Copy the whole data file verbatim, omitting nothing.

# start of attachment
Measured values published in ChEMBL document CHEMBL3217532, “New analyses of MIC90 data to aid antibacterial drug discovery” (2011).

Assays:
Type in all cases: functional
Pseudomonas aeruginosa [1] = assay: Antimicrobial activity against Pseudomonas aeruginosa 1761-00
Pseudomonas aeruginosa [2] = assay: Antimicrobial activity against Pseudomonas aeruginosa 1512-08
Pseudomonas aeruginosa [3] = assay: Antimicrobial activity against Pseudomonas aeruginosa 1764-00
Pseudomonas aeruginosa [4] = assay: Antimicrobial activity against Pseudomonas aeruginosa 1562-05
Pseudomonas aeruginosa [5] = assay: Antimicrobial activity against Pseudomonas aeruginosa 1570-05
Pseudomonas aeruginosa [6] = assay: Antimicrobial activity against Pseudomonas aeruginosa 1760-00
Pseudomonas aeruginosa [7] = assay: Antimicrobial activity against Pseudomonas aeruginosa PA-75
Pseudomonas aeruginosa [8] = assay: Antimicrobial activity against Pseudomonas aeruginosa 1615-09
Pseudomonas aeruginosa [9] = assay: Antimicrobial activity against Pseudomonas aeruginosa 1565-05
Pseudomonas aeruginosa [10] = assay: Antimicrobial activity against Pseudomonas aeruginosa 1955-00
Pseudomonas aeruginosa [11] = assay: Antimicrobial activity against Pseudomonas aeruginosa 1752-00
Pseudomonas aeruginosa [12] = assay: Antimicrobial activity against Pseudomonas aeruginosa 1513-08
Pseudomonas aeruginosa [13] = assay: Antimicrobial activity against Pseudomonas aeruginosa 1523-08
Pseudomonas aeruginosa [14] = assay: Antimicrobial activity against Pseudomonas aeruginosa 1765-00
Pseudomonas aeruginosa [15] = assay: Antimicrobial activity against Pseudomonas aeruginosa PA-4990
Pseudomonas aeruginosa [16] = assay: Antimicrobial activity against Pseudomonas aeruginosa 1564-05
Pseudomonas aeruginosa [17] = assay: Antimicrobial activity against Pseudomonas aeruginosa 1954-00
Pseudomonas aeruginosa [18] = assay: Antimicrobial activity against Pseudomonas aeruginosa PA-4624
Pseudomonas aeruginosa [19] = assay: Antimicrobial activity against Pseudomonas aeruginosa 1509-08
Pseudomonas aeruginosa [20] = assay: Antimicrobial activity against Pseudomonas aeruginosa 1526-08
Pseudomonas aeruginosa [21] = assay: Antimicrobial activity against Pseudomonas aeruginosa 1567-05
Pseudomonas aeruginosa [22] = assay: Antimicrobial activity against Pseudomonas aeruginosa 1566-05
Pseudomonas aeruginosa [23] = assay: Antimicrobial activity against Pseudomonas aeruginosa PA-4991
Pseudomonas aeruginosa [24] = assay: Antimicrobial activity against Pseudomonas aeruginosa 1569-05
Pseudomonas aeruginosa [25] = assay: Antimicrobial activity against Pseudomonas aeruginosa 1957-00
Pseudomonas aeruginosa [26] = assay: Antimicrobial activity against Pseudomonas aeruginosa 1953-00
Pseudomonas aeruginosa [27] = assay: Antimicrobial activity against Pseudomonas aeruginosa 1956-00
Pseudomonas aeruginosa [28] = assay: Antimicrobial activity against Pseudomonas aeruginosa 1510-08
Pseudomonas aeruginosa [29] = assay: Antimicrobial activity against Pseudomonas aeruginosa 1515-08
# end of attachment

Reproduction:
Measured values published in ChEMBL document CHEMBL3217532, “New analyses of MIC90 data to aid antibacterial drug discovery” (2011).

Assays:
Type in all cases: functional
Pseudomonas aeruginosa [1] = assay: Antimicrobial activity against Pseudomonas aeruginosa 1761-00
Pseudomonas aeruginosa [2] = assay: Antimicrobial activity against Pseudomonas aeruginosa 1512-08
Pseudomonas aeruginosa [3] = assay: Antimicrobial activity against Pseudomonas aeruginosa 1764-00
Pseudomonas aeruginosa [4] = assay: Antimicrobial activity against Pseudomonas aeruginosa 1562-05
Pseudomonas aeruginosa [5] = assay: Antimicrobial activity against Pseudomonas aeruginosa 1570-05
Pseudomonas aeruginosa [6] = assay: Antimicrobial activity against Pseudomonas aeruginosa 1760-00
Pseudomonas aeruginosa [7] = assay: Antimicrobial activity against Pseudomonas aeruginosa PA-75
Pseudomonas aeruginosa [8] = assay: Antimicrobial activity against Pseudomonas aeruginosa 1615-09
Pseudomonas aeruginosa [9] = assay: Antimicrobial activity against Pseudomonas aeruginosa 1565-05
Pseudomonas aeruginosa [10] = assay: Antimicrobial activity against Pseudomonas aeruginosa 1955-00
Pseudomonas aeruginosa [11] = assay: Antimicrobial activity against Pseudomonas aeruginosa 1752-00
Pseudomonas aeruginosa [12] = assay: Antimicrobial activity against Pseudomonas aeruginosa 1513-08
Pseudomonas aeruginosa [13] = assay: Antimicrobial activity against Pseudomonas aeruginosa 1523-08
Pseudomonas aeruginosa [14] = assay: Antimicrobial activity against Pseudomonas aeruginosa 1765-00
Pseudomonas aeruginosa [15] = assay: Antimicrobial activity against Pseudomonas aeruginosa PA-4990
Pseudomonas aeruginosa [16] = assay: Antimicrobial activity against Pseudomonas aeruginosa 1564-05
Pseudomonas aeruginosa [17] = assay: Antimicrobial activity against Pseudomonas aeruginosa 1954-00
Pseudomonas aeruginosa [18] = assay: Antimicrobial activity against Pseudomonas aeruginosa PA-4624
Pseudomonas aeruginosa [19] = assay: Antimicrobial activity against Pseudomonas aeruginosa 1509-08
Pseudomonas aeruginosa [20] = assay: Antimicrobial activity against Pseudomonas aeruginosa 1526-08
Pseudomonas aeruginosa [21] = assay: Antimicrobial activity against Pseudomonas aeruginosa 1567-05
Pseudomonas aeruginosa [22] = assay: Antimicrobial activity against Pseudomonas aeruginosa 1566-05
Pseudomonas aeruginosa [23] = assay: Antimicrobial activity against Pseudomonas aeruginosa PA-4991
Pseudomonas aeruginosa [24] = assay: Antimicrobial activity against Pseudomonas aeruginosa 1569-05
Pseudomonas aeruginosa [25] = assay: Antimicrobial activity against Pseudomonas aeruginosa 1957-00
Pseudomonas aeruginosa [26] = assay: Antimicrobial activity against Pseudomonas aeruginosa 1953-00
Pseudomonas aeruginosa [27] = assay: Antimicrobial activity against Pseudomonas aeruginosa 1956-00
Pseudomonas aeruginosa [28] = assay: Antimicrobial activity against Pseudomonas aeruginosa 1510-08
Pseudomonas aeruginosa [29] = assay: Antimicrobial activity against Pseudomonas aeruginosa 1515-08